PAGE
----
I had taken up biology in the 11th standard because I was scared of mathematics. Also, becoming a doctor sounded kinda cool. But during those two years, I became more self-aware. I did not know what I wanted to be, but I sure became aware that I did not want to be a doctor. I felt decisive in wanting to become a Doctor as well as in not wanting to be a doctor anymore.
My parents are pretty chill, so they only fully supported me at all times. I started looking for alternative options. When plans get disrupted, it does have many consequences... one of which is you get impatient given the lack of time available to you to figure out the best option. I felt lost. It felt like I would not be able to get a college & degree program of my choice.
A turn of events
After a lot of googling, I came across this course that intrigued me. VIT Vellore had added a new course to its curriculum. It was "computer science with a specialization in bioinformatics." The best thing was they were allowing both Maths and Biology students to take admission to this course. VIT is a great brand. This course seemed to fit my interests. Life does throw some pleasant surprises.
So yours truly, a medical aspirant back in time, attempted the VIT entrance exam (VITEEE). The only difference was I attempted biology instead of mathematics. I scored well, and the college dream didn't seem so far now. Wasn't feeling lost anymore... It seemed like I was wandering to an anchor... With that feel good attitude, I decided to give the medical entrance too... just because I had filled the form and got the admit card.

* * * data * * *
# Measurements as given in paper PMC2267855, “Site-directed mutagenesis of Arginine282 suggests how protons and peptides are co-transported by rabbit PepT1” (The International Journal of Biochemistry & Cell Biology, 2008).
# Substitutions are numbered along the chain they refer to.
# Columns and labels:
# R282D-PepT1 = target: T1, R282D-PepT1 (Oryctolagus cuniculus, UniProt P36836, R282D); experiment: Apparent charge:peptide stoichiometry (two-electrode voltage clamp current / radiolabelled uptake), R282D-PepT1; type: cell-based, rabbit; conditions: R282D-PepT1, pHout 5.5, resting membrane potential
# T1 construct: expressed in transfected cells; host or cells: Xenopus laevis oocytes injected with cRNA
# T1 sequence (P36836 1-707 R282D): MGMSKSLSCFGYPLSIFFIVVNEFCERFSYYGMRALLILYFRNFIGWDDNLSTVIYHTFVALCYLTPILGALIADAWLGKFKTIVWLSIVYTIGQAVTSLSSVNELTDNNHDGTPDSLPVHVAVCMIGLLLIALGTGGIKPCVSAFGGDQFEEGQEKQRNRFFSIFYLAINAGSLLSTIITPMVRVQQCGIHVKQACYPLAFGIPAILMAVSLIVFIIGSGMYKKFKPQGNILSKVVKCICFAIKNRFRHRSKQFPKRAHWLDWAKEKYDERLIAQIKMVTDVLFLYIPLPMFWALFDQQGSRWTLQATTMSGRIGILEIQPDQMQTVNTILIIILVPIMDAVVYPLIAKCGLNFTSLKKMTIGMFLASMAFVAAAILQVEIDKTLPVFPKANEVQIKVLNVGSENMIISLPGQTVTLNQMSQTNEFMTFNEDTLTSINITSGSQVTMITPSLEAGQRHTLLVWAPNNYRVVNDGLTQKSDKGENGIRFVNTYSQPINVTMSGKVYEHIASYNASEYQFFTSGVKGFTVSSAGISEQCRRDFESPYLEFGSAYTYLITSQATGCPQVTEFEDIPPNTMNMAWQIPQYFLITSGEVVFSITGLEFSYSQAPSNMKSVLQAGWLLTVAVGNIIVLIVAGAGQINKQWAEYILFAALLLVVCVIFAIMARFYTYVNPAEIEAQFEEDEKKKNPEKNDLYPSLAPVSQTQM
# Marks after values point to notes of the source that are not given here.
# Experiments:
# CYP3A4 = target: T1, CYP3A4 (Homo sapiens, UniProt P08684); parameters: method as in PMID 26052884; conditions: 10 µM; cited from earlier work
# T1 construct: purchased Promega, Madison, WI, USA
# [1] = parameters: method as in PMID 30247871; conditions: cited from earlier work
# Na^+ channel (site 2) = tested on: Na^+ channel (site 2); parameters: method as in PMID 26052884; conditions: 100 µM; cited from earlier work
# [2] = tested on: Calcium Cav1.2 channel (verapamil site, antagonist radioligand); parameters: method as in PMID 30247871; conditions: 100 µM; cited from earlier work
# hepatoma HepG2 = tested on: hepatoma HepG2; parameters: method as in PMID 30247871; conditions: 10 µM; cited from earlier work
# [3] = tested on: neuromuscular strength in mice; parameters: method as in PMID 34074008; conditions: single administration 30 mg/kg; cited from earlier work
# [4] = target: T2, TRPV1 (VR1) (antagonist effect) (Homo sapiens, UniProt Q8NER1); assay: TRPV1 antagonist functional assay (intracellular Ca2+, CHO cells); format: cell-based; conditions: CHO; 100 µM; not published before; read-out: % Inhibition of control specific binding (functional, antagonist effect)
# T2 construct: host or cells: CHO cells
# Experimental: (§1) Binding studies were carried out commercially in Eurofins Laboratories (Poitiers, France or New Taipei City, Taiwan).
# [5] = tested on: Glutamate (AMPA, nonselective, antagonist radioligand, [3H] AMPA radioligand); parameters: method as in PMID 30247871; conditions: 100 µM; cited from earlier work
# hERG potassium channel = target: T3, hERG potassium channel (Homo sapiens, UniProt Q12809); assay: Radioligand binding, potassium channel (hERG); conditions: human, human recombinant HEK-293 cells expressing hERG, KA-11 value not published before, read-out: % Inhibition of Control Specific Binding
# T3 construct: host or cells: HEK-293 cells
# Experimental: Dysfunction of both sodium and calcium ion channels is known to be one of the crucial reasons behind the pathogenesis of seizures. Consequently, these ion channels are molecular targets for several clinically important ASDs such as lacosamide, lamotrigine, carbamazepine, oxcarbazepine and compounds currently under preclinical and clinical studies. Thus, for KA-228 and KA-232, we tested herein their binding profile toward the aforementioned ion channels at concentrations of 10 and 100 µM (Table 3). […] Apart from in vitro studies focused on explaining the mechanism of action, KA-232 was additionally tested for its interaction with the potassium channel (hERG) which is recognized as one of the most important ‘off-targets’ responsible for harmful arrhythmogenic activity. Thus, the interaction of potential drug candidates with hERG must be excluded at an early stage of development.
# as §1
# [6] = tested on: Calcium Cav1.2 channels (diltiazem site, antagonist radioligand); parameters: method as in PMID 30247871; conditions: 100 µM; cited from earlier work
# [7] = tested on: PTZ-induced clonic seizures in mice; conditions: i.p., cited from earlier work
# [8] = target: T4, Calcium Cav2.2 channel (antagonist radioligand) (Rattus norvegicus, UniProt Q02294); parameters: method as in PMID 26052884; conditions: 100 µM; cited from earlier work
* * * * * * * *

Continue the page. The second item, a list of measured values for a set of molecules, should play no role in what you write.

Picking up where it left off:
The college life and campus
VIT (image courtesy: www.vit.ac.in) is astonishing to a new entrant... stepping in for the first time crossing over the school phase. Thinking you get to stay in that amazing campus is no less than a dream come true. I was busy making friends, exploring the campus, and watching movies with my roommates until classes started. It is lighter to begin.. the first few days!
Then the hard part of my college life began. I remember sitting in the class of calculus, watching other kids solve integration, and not knowing what that even means. I realized I would have to work harder than the others who had already studied mathematics and most were quite good at it!
I took biology because I was intimidated by Maths, and here I was, staring at the curriculum, which involved calculus, applications of differential equations, and linear algebra. Yes, I came to terms with the reality - mathematics is ever more important - be it any field that has to do with computer science, information/statistics or data.
Every semester, I had at least one mathematics subject that would give me nightmares. My basics were weak, and my friends had a hard time helping me pass the subjects. Of course, this did not come free... it involved very hard bargaining. They would only settle for promise of night canteen treats later... I began to enjoy the real life importance of the concept of mutual-value, "I do well with your help, you get the night canteen treat!". With a lot of help and pulling all nighters, I would manage to get through these subjects.